Interesting facts and information about life and the lives of men and women in the
Medieval period of the Middle Ages
St. Benedict framed a Rule, or constitution, which was modelled in some respects upon the earlier Rule of St. Basil for the Benedictine Order in 529AD. The Benedictine monks formed a sort of corporation, presided over by an abbot, who held the office for life. Every candidate for admission to the order of the Benedictine monks took the vow of obedience. Any man, rich or poor, noble or peasant, might enter the Benedictine monastery. The postulancy usually lasted one month, the novitiate one year, at the end which simple vows were taken. The solemn vows of the Medieval monks were taken four years later. But having once joined he remained a Benedictine monk for the rest of his life. The Benedictine monks lived under strict discipline. They could not own any property; they could not go beyond the monastery walls without the abbot's consent; they could not even receive letters from home; and they were sent to bed early. A violation of the regulations by a Benedictine monk brought punishment in the shape of private admonitions, exclusion from common prayer, and, in extreme cases, expulsion.
The Vows of the Benedictine Monks
The vows of the Benedictine monks were:
- Conversion in the way of life
These vows were the basis of the rule of St. Benedict and the life of the Benedictine monks. By the tenth century the Benedictine Rule prevailed everywhere in western Europe including England.
The word monk (monos) means single, and both celibacy and poverty went without saying. The Benedictine rule specified that monks should own nothing (if that is what poverty is) but this was not incorporated as a vow. In the modern understanding of Benedictine monks, poverty and celibacy are included in the vow of obedience as Benedictine monks are obedient to the rules and regulations of the order and of particular congregations and monasteries. The vows of Poverty and Celibacy were a much later addition to the thinking and rule making of the church. These are required of the later religious institutions such as Franciscans, Dominicans and Jesuits. The Benedictine Rule was already in place for 500 years before these other orders were established.
Benedictine Monks - the Monastic community
The life and work of the Benedictine Monks in a monastic community. St. Benedict sought to draw a sharp line between the monastic life and that of the outside world. Hence he required that, as far as possible, each monastery should form an independent, self-supporting community whose Benedictine monks had no need of going beyond its limits for anything. In course of time, as a monastery increased in wealth and number of inmates, it might come to form an enormous establishment, covering many acres and presenting within its massive walls the appearance of a fortified town.
The Occupations of Benedictine Monks
St. Benedict defined a monastery as "a school for the service of the Lord." The Benedictine monks under his Rule occupied themselves with a regular round of worship, reading, and manual labor. Each day was divided into seven sacred offices, beginning and ending with services in the monastery church. The first service came usually about two o'clock in the morning; the last, just as evening set in, before the Benedictine monks retired to rest. In addition to their attendance at church, the monks spent several hours in reading from the Bible, private prayer, and meditation. For most of the day, however, they worked hard with their hands, doing the necessary washing and cooking for the monastery, raising the necessary supplies of vegetables and grain, and performing all the other tasks required to maintain a large establishment. This emphasis on labor, as a religious duty, was a characteristic feature of western monasticism. "To labor is to pray" became a favorite motto of the Benedictine Monks.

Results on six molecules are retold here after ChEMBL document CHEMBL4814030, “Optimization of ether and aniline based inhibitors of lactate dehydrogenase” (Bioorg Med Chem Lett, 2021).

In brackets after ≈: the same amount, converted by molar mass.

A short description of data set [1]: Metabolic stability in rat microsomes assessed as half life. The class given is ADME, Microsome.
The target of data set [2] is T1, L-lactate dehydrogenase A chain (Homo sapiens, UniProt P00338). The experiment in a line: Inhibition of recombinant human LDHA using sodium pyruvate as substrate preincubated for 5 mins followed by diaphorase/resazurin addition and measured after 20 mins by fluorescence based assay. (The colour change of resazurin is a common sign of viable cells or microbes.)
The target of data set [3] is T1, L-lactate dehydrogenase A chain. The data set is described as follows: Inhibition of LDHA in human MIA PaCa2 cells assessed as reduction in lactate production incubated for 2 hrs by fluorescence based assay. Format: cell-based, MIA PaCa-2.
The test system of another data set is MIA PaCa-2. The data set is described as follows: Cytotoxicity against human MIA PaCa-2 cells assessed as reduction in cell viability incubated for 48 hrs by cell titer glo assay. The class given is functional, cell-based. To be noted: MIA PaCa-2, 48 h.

Benedictine Monks - the attractiveness of the Monastic life
It is clear that life in a Benedictine monastery appealed to many different kinds of people in the Middle Ages. Those of a spiritual turn of mind found in the monastic life the opportunity of giving themselves wholly to God as Benedictine monks. Studious and thoughtful persons, with no disposition for an active career in the world, naturally turned to the monastery as a secure retreat and joined the ranks of the Benedictine monks. The friendless and the disgraced often took refuge within the walls of a Benedictine monastery. Many sought to escape from the violent world of the Medieval Middle Ages by seeking the peaceful shelter of the monastery and leading the quiet life of a Benedictine monk.
The Role of the Benedictine Monks in Medieval times
The civilizing influence of the Benedictine monks during the early Middle Ages can scarcely be over-emphasized. A monastery was a farm, an inn, a hospital, a school and a library. By the careful cultivation of their lands the monks set an example of good farming wherever they settled. The role of the monasteries and the Benedictine monks was as follows:
- The Benedictine monks received pilgrims and travellers, at a period when western Europe was almost destitute of inns
- The Benedictine monks performed many works of charity, feeding the hungry, healing the sick who were brought to their doors, and distributing their medicines freely to those who needed them
- The Benedictine monks provided education for boys who wished to become priests and those who intended to lead active lives in the world
- The Benedictine monks copied the manuscripts of classical authors, they preserved valuable books that would otherwise have been lost
- The Benedictine monks were the only scholars of the age
- The Benedictine monks kept records of the most striking events of their time and acted as chroniclers of the medieval history of the Middle Ages
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